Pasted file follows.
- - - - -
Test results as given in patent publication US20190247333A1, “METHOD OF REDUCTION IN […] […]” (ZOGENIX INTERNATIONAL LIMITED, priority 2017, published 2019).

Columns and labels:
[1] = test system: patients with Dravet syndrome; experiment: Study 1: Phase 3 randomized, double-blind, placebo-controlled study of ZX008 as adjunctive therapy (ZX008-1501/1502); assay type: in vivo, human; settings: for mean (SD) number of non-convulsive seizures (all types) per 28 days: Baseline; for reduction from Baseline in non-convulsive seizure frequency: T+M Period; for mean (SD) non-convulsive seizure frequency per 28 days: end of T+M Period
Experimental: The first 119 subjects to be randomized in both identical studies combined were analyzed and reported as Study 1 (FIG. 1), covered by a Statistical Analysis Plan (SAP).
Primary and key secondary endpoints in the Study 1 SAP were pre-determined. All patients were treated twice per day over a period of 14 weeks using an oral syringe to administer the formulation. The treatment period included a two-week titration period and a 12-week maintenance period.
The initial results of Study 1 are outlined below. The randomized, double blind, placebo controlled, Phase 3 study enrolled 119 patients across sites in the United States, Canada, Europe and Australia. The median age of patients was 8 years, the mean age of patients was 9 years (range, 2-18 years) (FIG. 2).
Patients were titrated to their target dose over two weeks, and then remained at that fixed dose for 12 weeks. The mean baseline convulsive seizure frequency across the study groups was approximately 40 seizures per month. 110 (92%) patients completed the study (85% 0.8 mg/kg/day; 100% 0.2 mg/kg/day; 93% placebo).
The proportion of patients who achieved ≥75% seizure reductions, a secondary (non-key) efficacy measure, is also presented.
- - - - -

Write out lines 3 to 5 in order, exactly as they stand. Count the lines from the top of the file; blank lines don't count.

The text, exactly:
[1] = test system: patients with Dravet syndrome; experiment: Study 1: Phase 3 randomized, double-blind, placebo-controlled study of ZX008 as adjunctive therapy (ZX008-1501/1502); assay type: in vivo, human; settings: for mean (SD) number of non-convulsive seizures (all types) per 28 days: Baseline; for reduction from Baseline in non-convulsive seizure frequency: T+M Period; for mean (SD) non-convulsive seizure frequency per 28 days: end of T+M Period
Experimental: The first 119 subjects to be randomized in both identical studies combined were analyzed and reported as Study 1 (FIG. 1), covered by a Statistical Analysis Plan (SAP).
Primary and key secondary endpoints in the Study 1 SAP were pre-determined. All patients were treated twice per day over a period of 14 weeks using an oral syringe to administer the formulation. The treatment period included a two-week titration period and a 12-week maintenance period.